SEVERE AWESOME WARNING: A high pressure system is moving into the region, bringing sunny days, starry nights, and unseasonably comfortable temperatures. SEEK LACK OF SHELTER IMMEDIATELY!
Anyway, I turned in Shine, so while I'm awaiting revisions from my editor I'll be polishing up the free WVMP serial novella beginning here on July 26 (Mick Jagger's birthday, how perfect is that?) and writing up a few ideas for my first post-SHADE trilogy YA novel, which will be out Fall 2013.
But first! Today on the blog I have one of my favorite YA authors, Elizabeth Scott, whose latest novel, Between Here and Forever, has put her on my very exclusive "auto-buy" list (I haven't counted, but there are probably fewer than ten authors on that list).
I read Between Here and Forever last week after getting back from BEA. Being on deadline, I thought, oh, I'll just read a few chapters so I can get an idea of what it's like before I post her interview. Then two hours later it was, well, I'll just get to the halfway point. An hour later, it was, I'll read until I have fifty pages left so I have something to look forward to tomorrow. A half hour later, I was finished. I did not get up from the couch the entire time.
Me reading a book in one sitting? Never happens. But it did. I was utterly drawn into orbit around these characters.
The thing I love about Scott's creations is that their choices always come from who they are, and I never get the sense that there's a puppet-master author pulling their strings.
Not that I don't also enjoy puppet-master books--it's fun sometimes to notice the strings and go, oh cool, that was an impressive little maneuver. But with Scott's books I'm always completely immersed, completely invested, completely believing, until I pop out of the world at the end of the book and only then truly realize that I've been somewhere else.
Does that make sense? At all?
Here's some official stuff about the book:
Abby accepted that she can't measure up to her beautiful, magnetic sister Tess a long time ago, and knows exactly what she is: Second best. Invisible.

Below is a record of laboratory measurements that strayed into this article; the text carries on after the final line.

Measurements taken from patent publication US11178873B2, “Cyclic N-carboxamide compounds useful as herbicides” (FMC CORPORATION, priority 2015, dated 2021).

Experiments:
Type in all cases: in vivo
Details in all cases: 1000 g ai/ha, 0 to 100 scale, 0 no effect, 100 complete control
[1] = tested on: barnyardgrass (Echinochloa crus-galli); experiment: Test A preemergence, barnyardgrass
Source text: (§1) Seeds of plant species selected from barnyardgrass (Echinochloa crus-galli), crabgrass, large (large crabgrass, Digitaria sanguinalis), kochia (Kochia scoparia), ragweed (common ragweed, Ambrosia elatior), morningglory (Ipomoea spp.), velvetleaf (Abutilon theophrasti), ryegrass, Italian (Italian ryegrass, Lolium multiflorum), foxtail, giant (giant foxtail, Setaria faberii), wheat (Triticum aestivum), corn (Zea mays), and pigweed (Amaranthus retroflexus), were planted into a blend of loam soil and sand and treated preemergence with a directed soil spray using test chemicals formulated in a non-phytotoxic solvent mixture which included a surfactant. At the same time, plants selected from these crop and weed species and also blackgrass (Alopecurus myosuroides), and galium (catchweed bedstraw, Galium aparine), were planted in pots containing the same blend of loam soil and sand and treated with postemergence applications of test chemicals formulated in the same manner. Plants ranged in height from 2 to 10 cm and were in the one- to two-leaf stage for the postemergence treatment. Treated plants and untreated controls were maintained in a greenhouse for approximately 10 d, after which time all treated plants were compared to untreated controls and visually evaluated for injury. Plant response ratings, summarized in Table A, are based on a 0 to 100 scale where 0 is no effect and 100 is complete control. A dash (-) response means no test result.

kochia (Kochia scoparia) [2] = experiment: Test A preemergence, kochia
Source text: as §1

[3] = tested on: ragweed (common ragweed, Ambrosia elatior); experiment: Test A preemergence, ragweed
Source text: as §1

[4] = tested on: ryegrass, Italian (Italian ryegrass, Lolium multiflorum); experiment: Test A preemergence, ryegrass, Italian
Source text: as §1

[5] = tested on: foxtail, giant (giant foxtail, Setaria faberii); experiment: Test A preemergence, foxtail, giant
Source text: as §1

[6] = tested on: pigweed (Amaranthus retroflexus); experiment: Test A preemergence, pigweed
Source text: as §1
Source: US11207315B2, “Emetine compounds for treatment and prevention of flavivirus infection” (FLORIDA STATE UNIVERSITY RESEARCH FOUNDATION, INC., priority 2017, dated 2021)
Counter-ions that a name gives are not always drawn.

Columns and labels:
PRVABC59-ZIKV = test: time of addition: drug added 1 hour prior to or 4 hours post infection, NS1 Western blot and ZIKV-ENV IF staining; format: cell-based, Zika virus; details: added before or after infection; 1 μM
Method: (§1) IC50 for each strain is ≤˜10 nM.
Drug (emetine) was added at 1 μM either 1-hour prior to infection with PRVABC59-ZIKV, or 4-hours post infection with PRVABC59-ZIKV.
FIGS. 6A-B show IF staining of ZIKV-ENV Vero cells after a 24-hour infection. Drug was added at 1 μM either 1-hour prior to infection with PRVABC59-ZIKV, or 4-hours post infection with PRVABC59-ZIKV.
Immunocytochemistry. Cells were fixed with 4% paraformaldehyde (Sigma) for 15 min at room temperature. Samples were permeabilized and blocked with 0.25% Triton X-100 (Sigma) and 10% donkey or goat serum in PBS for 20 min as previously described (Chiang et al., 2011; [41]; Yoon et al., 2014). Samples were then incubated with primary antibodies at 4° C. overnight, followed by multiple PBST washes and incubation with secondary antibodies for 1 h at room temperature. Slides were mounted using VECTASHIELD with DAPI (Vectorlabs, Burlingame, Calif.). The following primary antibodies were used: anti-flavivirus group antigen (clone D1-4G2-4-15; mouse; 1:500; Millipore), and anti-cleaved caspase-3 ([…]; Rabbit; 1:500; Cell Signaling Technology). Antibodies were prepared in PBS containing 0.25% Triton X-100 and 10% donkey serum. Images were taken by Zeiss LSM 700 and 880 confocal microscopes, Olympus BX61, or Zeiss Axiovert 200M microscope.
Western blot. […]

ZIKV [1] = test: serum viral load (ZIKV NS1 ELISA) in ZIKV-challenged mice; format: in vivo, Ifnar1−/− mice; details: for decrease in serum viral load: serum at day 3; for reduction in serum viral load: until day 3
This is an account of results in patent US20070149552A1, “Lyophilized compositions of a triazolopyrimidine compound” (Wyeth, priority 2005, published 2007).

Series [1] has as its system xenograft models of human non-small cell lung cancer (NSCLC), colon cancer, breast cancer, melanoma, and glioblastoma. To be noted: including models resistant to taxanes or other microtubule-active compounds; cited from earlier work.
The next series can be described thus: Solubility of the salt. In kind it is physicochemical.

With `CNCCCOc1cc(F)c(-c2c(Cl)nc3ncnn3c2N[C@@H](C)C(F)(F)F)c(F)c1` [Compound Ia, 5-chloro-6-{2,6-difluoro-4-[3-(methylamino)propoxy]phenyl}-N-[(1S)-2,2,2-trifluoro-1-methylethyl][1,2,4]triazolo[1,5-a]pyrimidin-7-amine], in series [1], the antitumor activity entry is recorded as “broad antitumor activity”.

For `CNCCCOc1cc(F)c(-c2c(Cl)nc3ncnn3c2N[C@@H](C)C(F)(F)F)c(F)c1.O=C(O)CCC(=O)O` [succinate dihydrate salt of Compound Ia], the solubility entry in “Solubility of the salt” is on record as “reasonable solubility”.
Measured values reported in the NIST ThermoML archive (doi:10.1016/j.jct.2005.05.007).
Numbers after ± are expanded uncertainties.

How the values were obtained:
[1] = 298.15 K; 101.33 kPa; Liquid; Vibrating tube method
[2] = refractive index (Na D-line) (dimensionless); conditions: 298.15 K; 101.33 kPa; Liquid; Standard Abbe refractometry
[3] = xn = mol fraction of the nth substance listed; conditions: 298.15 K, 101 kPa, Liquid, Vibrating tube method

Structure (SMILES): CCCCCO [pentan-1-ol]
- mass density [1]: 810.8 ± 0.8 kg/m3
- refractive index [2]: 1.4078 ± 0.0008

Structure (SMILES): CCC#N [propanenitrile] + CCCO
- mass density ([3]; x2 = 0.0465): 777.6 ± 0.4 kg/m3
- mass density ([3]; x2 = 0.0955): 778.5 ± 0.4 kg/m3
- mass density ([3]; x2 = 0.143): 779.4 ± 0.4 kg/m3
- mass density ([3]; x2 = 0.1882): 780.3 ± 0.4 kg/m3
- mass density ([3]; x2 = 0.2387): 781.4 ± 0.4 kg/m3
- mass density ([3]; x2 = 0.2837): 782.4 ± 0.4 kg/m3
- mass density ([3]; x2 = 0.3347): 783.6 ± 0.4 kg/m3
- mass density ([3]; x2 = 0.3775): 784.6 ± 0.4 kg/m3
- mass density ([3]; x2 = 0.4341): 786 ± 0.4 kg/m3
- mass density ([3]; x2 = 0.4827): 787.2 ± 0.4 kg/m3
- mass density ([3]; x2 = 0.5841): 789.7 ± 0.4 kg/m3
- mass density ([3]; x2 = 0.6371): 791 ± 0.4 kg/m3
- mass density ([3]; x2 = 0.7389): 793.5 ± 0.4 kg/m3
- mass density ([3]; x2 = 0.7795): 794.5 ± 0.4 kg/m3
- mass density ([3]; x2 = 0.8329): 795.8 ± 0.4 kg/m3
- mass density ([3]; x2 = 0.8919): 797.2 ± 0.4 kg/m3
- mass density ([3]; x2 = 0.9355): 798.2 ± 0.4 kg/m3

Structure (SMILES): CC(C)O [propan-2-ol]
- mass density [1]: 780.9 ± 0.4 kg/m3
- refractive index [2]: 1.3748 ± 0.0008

Until the accident.
Now Tess is in a coma, and Abby's life is on hold. It may have been hard living with Tess, but it's nothing compared to living without her.
She's got a plan to bring Tess back though, involving the gorgeous and mysterious Eli, but then Abby learns something about Tess, something that was always there, but that she'd never seen.
Abby is about to find out that truth isn't always what you think it is, and that life holds more than she ever thought it could...
Between Here and Forever has gotten lots of great reviews. I particularly liked this one from Booklist: "[A]n emotionally wrenching exploration of hope, acceptance, and pride, and Scott's messages--that it's quite possible to break your own heart and that everyone deserves love--will resonate strongly with teens navigating their own first romances."
And now, my interview with Elizabeth, featuring brand-new questions, (some of which I stole from Under the Radar magazine 's year-end interview with bands):
Q: Which moment(s) during the writing/rewriting/editing of BETWEEN HERE AND FOREVER made you tear your hair out?
A: On the fourth draft, I cut a lot of stuff out that just killed me to do, but it had to be done.
Q: Which moment(s) made you think, "ah, THIS is what carries me through the hair-tearing bits"?
A: When my editor told me the book was on its way to production! :-)
Q: We're told we have to "kill our darlings" when we edit. Can you share a deleted line or paragraph you would've loved to have kept? Bonus question: tell us why you decided to cut it.
A: I cut a lot of stuff from my novels--on average, about 40%. And at this point, I really don't want to go back and look at old drafts, so I can't tell you something I cut, but I can tell you I cut it because as much as I loved it, it wasn't right for the book.
Q: If your house was on fire, what object (not including living creatures, human or non-human) would you grab on the way out?
A: As many books as possible!
Q: Is there anything most people are able to do (such as drive a car, swim, ride a bike) that you can't?
A: I can't do a cartwheel. No, seriously, I can't.
Me neither! Even when I was a kid, I couldn't do a cartwheel. I blame gravity.
Congrats again to Elizabeth on the release of another poignant, delicious read!